can help you compare costs for the services you need from over 2,500 reputable repair shops across the country. 
Jerry's GarageGuard™ compares fair price estimates from shops using their actual hourly labor rate. GarageGuard™ will also let you know if you need to budget for diagnostic fees and show you reviews from real customers to help you choose the best service.
Check out some of our vetted shops below and download the app to compare car repair quotes in your area.
113 Reviews
Wrench Inc. - RNO

Canister Purge Solenoid Replacement Cost
Fair Cost Estimate for This Shop
$209
(Parts - $84, Labor - $125)
Shop Diagnostic Fee
(Included in service charges)
$150
146 Reviews
Goodyear Auto Service - Columbia
address
1400 Gervais Street Suite 2, Columbia, SC
Canister Purge Solenoid Replacement Cost
Fair Cost Estimate for This Shop
$194
(Parts - $84, Labor - $110)
Shop Diagnostic Fee
(Included in service charges)
$39.95
178 Reviews
Pep Boys Auto Parts & Service - Lansing #889
address
17015 Torrence Ave, Lansing, IL
Canister Purge Solenoid Replacement Cost
Fair Cost Estimate for This Shop
$221
(Parts - $84, Labor - $137)
Shop Diagnostic Fee
(Included in service charges)
$99.99
177 Reviews
54th Street Auto Center
address
415 W 54th St, New York, NY
Canister Purge Solenoid Replacement Cost
Fair Cost Estimate for This Shop
$245
(Parts - $84, Labor - $161)
Shop Diagnostic Fee
(Included in service charges)
$191
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How did we vet these shops?

Jerry experts researched 2500+ real repair shops across the US. We talked to real shop customers, and analyzed both real shop pricing data and thousands of real customer reviews from each shop to verify them individually. We do not partner with the shops listed above, and our analysis is always unbiased.

How will a mechanic replace my canister purge solenoid?

To perform a canister purge solenoid replacement, a mechanic will complete the following steps:
  1. Preparation: Your mechanic will disconnect the battery and lift the hood to locate the canister purge solenoid.
  2. Remove parts: Next, your mechanic will disconnect the fuel vapor lines, vacuum lines, and electrical connector.
  3. Remove the canister purge solenoid: Your mechanic will remove the bolts and remove the faulty canister purge solenoid from the engine compartment.
  4. Install the new canister purge solenoid: At this point, your mechanic will install and connect a new canister purge solenoid (and new hose, if applicable).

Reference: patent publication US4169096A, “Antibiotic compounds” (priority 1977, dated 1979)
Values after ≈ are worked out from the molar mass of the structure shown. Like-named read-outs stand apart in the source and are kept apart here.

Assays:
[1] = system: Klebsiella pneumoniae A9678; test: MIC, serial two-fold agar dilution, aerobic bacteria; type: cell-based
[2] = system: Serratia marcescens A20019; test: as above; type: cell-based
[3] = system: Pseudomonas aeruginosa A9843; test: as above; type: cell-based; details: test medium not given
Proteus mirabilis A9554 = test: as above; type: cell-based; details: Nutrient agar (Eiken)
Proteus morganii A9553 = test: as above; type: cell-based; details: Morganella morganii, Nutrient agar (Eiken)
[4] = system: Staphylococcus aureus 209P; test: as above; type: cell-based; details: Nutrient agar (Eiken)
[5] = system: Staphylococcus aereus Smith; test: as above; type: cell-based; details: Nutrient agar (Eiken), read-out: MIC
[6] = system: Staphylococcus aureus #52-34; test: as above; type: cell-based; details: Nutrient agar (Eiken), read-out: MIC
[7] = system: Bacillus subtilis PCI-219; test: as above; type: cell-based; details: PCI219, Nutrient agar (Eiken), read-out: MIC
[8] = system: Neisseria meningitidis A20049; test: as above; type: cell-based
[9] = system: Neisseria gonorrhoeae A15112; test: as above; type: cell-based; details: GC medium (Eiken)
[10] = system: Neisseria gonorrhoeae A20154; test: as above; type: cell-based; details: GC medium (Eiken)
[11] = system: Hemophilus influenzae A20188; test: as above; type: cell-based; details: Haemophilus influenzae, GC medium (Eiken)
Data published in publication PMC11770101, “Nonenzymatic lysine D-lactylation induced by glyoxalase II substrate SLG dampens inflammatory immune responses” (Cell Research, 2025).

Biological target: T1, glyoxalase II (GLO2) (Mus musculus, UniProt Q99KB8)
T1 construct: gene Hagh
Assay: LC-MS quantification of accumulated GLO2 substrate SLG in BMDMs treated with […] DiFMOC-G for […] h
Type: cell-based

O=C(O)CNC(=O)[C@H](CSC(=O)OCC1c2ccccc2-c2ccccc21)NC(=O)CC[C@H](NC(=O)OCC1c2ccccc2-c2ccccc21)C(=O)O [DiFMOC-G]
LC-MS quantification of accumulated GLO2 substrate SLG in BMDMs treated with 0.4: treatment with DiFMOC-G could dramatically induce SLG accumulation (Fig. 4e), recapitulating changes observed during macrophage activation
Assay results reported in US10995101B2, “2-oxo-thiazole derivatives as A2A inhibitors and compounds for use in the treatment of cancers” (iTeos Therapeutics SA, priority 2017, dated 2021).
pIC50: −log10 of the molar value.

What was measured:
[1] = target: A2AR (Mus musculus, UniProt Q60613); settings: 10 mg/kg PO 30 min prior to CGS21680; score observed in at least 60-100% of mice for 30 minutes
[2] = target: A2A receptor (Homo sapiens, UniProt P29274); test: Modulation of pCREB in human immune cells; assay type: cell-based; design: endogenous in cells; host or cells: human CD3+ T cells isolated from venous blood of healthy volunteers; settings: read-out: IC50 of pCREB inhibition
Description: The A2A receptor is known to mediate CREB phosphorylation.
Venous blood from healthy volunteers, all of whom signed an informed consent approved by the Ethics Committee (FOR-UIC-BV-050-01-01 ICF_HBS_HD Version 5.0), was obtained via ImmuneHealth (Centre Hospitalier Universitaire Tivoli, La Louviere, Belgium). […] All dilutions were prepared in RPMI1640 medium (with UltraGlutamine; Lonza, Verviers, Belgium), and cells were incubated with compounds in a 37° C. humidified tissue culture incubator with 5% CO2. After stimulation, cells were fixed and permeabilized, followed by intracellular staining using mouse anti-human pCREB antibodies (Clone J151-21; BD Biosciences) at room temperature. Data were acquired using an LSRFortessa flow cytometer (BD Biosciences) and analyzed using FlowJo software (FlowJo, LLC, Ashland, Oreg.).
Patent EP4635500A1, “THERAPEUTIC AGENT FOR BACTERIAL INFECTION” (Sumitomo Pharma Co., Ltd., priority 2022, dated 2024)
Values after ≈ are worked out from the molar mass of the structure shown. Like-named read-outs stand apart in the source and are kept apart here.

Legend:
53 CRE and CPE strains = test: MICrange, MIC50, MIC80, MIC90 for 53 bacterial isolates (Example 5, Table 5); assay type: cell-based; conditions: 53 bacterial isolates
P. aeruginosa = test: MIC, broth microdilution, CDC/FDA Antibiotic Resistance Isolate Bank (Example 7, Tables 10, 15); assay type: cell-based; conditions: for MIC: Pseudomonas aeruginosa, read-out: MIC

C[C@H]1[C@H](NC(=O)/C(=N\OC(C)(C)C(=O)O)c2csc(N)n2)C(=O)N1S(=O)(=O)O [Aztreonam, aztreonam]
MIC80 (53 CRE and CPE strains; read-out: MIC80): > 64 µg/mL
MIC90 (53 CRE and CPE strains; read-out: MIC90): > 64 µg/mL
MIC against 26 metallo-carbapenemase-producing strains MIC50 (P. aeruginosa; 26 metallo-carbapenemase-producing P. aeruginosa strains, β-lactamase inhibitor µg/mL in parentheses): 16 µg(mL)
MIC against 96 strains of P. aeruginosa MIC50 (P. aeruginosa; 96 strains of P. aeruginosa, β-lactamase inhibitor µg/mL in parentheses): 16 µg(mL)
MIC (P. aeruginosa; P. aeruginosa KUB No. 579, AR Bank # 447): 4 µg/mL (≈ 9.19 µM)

5. Reassembly: Your mechanic will reassemble any parts that were removed during the replacement.
Once everything looks back to normal, the mechanic will clear any engine codes sent by your car’s computer and restart the vehicle to make sure they don’t reappear.

What happens if I don’t replace my canister purge solenoid?

Not replacing the canister purge solenoid will likely not cause serious damage to your car, but you may have to deal with poor engine performance—rough idling and trouble starting the engine—and your vehicle will likely fail an emissions test. In rare cases, raw fuel might enter the intake system and damage the catalytic converter—which could result in some hefty repair costs.
Fuel vapors could also enter the atmosphere and the vehicle’s cabin, which can pose health concerns.

What is a canister purge solenoid?

The canister purge solenoid—sometimes referred to as the canister purge valve—is part of your vehicle’s evaporative emission control (EVAP) system and works to prevent vapor from the fuel cell from escaping into the cabin and atmosphere.
The canister purge solenoid allows the exact amount of required fuel vapors from the EVAP canister to enter the intake manifold. So when your engine is running, the canister purge valve opens, and it closes when the engine is off. The vapor travels from a charcoal canister to the engine, where it is burned during the engine’s combustion process.

When should I replace the canister purge?

You should take your car to an automotive repair shop for an inspection if you notice the following warning signs:
  • A lit check engine light
  • Rough idling
  • Trouble starting the engine after refilling the gas tank
  • A failed emissions test
In some cases, you might also notice black smoke coming from the exhaust.

How often should a canister purge solenoid be replaced?

Canister purge solenoids won’t be listed under your vehicle's regular